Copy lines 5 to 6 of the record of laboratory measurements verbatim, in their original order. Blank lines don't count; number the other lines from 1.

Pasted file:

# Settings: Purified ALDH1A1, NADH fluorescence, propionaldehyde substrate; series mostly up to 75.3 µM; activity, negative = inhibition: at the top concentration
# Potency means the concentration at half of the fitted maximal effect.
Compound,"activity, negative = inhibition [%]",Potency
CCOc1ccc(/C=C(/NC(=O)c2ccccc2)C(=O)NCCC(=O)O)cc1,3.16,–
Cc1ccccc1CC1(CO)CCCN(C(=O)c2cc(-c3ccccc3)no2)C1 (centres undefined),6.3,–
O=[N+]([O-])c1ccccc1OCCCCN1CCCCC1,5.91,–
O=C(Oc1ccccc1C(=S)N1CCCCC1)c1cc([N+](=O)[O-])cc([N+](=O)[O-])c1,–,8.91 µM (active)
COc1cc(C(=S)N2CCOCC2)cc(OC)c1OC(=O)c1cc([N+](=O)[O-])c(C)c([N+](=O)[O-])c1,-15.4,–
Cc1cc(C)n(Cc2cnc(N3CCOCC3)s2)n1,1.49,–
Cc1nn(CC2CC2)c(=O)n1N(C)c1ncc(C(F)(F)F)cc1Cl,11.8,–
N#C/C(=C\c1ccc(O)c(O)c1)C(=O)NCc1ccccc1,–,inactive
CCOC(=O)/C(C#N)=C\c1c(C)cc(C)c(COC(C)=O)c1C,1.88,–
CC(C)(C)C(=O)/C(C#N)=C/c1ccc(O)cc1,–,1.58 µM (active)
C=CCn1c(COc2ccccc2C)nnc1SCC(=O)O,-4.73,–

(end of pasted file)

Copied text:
Cc1ccccc1CC1(CO)CCCN(C(=O)c2cc(-c3ccccc3)no2)C1 (centres undefined),6.3,–
O=[N+]([O-])c1ccccc1OCCCCN1CCCCC1,5.91,–